The Ombudsman for Short-term Insurance (Osti) ruled that an expert’s findings on which the insurer relied to reject a claim were unreliable.
The policyholder submitted a claim for storm damage to his jacuzzi’s pump. His claim was supported by a report from a contractor stating it had detected water damage, possibly from the heavy rain, on the wiring.
But the insurer’s expert said the damage was the result of gradual wear and tear. He said the pump’s bearings were in the process of ceasing, and it had a faulty capacitor.
Based on the expert’s findings, the insurer rejected the claim, invoking the policy’s provisions that exclude liability for wear and tear and for maintenance costs, and require the insured to maintain the building and minimise loss or damage.
The policyholder maintained that the damage was caused by heavy rainfall. He said the expert’s findings were speculative because he had not disassembled the pump.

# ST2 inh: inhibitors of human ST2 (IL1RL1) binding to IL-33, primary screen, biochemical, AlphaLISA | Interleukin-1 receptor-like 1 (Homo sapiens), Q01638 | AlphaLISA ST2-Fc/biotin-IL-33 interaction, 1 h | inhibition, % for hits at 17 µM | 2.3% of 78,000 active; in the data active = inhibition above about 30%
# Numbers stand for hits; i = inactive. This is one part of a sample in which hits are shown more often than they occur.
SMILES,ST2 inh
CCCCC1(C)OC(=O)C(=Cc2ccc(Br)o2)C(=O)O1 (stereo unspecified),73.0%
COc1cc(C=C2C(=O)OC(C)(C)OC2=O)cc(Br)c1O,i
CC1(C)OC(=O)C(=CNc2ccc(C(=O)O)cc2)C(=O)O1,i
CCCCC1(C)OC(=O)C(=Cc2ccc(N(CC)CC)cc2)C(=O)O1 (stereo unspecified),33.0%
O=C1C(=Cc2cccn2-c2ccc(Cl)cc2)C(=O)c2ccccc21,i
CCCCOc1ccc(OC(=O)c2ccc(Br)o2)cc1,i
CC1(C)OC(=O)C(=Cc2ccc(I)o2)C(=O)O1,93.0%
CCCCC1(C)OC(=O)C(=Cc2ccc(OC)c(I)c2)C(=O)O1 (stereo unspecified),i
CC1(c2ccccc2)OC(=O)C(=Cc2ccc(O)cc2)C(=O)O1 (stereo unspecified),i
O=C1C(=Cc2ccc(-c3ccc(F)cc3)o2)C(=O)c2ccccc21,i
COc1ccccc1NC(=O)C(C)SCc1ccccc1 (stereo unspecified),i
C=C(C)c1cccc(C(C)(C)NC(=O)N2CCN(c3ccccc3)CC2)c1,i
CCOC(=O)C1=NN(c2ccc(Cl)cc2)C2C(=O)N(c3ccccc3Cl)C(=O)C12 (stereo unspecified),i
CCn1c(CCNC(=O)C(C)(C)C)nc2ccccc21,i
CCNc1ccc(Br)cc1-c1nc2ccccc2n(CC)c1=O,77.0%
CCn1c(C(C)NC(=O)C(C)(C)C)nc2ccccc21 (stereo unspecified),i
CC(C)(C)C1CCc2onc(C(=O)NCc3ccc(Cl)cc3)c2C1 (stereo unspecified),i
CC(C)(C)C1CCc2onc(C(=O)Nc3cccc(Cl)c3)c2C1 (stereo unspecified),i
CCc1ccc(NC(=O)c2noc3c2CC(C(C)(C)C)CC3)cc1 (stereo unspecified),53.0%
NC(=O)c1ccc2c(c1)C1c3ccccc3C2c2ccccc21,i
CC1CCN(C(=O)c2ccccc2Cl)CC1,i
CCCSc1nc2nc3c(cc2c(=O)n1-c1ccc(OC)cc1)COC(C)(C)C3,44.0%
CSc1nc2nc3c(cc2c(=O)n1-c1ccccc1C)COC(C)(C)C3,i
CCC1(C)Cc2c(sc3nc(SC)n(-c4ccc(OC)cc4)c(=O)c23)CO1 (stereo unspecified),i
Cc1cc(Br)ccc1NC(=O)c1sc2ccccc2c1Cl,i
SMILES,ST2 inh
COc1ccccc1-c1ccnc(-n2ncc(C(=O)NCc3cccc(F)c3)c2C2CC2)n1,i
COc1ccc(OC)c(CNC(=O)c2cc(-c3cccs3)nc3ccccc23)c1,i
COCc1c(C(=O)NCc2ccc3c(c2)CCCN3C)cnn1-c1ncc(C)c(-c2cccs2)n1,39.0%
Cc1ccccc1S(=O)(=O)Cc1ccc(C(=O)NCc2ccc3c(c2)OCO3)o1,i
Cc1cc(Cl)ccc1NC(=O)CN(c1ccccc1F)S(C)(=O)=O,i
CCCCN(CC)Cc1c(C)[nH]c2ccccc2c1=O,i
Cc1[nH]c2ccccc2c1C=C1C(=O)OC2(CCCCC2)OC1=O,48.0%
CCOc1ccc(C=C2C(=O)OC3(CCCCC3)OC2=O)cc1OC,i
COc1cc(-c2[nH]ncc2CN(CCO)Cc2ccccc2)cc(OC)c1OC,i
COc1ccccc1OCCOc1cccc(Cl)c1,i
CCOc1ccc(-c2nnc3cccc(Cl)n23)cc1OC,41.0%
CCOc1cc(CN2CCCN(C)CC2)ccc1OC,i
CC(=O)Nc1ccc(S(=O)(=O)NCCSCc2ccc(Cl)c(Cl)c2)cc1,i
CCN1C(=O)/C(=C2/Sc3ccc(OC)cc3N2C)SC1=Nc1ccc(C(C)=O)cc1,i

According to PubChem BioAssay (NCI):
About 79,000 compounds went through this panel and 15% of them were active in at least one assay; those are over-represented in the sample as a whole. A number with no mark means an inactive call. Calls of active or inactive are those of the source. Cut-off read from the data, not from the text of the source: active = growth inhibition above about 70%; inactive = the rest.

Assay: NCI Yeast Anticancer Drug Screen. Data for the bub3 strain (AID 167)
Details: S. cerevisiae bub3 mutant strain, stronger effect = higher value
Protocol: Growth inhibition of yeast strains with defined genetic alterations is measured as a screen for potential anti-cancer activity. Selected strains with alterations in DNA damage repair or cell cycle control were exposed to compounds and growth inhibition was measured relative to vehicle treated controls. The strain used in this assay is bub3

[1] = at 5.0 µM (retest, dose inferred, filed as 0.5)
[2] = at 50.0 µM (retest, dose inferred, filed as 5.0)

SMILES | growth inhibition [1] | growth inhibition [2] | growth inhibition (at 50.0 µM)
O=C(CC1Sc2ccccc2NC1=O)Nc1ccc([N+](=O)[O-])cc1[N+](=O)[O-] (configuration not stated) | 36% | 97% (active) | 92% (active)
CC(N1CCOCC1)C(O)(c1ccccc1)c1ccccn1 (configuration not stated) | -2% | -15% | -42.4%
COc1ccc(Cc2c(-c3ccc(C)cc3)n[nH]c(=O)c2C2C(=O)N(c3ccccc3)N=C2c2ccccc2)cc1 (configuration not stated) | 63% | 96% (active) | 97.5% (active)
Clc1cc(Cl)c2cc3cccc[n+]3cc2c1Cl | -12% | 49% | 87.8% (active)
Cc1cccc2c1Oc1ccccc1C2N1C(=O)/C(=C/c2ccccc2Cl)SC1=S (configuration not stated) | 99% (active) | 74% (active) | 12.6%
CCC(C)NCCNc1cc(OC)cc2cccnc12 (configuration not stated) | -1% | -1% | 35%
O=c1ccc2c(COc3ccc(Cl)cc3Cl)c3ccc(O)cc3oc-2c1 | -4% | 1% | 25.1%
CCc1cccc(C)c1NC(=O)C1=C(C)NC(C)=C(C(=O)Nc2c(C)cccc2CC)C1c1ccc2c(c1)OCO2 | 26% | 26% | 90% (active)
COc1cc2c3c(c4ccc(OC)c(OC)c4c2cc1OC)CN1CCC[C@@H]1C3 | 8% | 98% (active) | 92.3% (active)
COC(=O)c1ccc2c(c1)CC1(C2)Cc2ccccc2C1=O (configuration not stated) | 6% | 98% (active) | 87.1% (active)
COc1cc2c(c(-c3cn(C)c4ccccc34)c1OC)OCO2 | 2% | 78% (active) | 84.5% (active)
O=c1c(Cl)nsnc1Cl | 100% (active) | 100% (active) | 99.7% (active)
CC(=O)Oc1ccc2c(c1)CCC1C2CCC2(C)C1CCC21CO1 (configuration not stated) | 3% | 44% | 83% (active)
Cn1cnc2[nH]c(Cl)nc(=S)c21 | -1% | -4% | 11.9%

The insurer said its expert did not have any reason to remove and disassemble the pump, and it would have been liable to reinstate the damaged pump if it had been removed and disassembled.
The ombudsman’s decision
The Osti said the findings by the insurer’s expert were unreliable because he had not used a multi-meter to test the capacitor.
The insurer conceded that the multi-meter test was the ultimate determinant of the cause of the damage but wanted the ombudsman’s office to consider the expert’s experience.
Quoting from Nienaber and Reinecke’s Life Insurance in South Africa, the Osti said the insurer bears the burden to prove its application of the policy exclusion. “The basic rule is that he who asserts a fact which is in dispute must prove it.”
The Osti said the insurer had failed to do this.
The insurer accepted the Osti’s recommendation that it settle the claim.